Consider a simplified example where we are trying to predict some value val which happens to be equal to one of the num_* features. The task of the model is to select which of these num_* features to focus on, depending on the values of other features.

color size shape num_1 num_2 num_3 num_4 val
blue large rectangle 0.3 0.6 0.0 NaN 0.6
blue large rectangle 0.7 0.2 -0.3 0.1 0.2
red small square 0.1 0.1 0.3 NaN 0.3
red small square -0.4 0.5 -0.5 -0.5 -0.5
green medium round -0.2 0.5 0.0 0.1 -0.2
blue medium oval 0.7 -0.3 -0.1 0.5 -0.5

What the model would learn in this toy example, is that when we have a blue, large, rectangle object, then val would mostly be equal to num_2, while when having a red, small, square object, then val would mostly follow num_3. Note that this is a toy example, an in reality, there are many categorical features (several dozens) with a cardinality varying between 10 and 500. The number of num_* columns is between 10 and 15.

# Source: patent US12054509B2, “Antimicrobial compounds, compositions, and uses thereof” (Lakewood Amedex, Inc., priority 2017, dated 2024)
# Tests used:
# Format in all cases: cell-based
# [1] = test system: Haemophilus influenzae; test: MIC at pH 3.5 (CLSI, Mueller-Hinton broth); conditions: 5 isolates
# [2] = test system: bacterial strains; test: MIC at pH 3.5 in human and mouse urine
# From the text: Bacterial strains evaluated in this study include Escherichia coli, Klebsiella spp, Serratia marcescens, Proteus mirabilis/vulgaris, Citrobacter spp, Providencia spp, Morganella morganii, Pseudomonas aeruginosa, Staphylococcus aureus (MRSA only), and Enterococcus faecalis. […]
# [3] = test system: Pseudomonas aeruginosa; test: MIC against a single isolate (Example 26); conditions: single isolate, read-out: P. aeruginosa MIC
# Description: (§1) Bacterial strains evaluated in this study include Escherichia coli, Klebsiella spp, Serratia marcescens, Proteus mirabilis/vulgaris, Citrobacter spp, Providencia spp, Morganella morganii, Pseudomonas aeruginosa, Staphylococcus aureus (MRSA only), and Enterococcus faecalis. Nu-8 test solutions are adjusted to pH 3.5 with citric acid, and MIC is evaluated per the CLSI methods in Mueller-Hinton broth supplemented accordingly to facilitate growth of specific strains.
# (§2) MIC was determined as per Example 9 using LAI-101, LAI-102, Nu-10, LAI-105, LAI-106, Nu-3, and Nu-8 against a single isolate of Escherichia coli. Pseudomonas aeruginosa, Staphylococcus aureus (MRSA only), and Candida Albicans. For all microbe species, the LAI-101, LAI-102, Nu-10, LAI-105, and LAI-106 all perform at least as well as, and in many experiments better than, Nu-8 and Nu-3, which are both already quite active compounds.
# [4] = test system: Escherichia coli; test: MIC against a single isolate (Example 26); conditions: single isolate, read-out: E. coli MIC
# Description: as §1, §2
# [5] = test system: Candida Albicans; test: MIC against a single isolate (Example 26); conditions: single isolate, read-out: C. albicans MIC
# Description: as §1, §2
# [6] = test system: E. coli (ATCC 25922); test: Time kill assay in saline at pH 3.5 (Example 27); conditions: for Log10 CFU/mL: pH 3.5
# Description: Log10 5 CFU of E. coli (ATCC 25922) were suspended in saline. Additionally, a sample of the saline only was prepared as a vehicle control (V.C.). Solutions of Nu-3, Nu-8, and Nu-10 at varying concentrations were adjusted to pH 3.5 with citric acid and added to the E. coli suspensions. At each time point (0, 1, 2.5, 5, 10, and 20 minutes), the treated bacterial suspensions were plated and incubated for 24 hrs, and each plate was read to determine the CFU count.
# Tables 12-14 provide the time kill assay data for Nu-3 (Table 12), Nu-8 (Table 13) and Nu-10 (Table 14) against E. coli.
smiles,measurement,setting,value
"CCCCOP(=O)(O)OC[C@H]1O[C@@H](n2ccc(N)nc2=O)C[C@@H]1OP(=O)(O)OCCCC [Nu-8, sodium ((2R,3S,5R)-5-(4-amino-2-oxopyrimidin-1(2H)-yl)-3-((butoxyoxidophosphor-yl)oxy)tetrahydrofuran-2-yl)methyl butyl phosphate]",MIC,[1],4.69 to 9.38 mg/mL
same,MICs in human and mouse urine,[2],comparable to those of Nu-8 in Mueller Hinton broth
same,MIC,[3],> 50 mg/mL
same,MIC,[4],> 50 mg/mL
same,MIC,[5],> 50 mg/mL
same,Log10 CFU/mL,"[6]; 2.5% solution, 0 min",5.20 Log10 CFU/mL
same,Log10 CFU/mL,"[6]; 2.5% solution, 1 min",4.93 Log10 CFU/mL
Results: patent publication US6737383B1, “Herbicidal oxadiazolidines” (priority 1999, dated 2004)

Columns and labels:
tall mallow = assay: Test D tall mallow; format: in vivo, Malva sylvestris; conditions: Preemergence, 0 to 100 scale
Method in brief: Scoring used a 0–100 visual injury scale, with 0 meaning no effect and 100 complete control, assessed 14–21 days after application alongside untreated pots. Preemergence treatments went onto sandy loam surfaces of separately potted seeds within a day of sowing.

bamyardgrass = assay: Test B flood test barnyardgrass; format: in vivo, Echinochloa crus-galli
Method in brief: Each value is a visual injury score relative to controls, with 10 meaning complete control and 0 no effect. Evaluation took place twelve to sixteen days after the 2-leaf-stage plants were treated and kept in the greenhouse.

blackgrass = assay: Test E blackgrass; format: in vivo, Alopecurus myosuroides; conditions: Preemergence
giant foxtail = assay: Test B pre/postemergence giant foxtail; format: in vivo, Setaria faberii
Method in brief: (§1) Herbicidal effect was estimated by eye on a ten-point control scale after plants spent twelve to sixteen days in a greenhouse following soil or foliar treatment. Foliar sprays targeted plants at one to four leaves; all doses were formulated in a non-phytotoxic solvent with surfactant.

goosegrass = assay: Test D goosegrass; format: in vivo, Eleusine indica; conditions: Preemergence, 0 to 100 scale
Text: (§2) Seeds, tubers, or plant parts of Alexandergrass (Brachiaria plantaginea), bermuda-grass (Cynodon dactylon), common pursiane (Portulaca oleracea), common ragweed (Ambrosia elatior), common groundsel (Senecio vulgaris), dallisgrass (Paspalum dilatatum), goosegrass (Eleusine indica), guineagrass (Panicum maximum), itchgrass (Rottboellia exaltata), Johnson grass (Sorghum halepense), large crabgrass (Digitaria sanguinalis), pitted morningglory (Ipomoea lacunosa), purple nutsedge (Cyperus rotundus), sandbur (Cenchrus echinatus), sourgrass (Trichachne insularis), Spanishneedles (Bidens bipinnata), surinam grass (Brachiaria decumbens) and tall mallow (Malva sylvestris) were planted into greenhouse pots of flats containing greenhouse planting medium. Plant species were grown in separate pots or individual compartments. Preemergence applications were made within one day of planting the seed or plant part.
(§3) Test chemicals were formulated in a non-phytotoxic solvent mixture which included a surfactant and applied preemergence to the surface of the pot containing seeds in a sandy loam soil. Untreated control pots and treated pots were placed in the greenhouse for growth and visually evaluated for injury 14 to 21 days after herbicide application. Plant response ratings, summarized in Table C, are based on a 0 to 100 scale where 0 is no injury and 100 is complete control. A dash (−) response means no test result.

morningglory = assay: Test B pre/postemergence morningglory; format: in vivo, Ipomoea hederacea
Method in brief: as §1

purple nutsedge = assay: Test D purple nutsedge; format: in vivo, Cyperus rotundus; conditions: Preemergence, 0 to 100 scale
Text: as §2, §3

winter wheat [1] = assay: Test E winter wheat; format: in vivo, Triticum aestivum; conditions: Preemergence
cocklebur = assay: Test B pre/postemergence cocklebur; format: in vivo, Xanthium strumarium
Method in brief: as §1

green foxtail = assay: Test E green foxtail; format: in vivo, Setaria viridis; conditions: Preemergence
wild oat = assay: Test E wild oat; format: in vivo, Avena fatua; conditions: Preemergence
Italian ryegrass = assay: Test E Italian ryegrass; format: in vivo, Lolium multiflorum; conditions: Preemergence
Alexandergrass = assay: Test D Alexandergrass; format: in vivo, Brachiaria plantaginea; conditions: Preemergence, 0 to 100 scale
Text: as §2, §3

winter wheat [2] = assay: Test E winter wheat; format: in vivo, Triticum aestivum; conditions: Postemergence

We tried approaching this problem with boosted trees (using XGBoost) but it doesn't seem to generalise well, as trees are unable to learn a direct linear relationship as such (only mimic it with a high enough number of splits). Boosted linear models (such as XGBoost with gblinear base model) do not seem to work a lot better.

What would be an appropriate choice of ML model for this kind of task?


1 Answer 1


This is really a classification problem. Add a column to your data indicating which of the num_* features matches the target for each row, and train a classifier to predict that.


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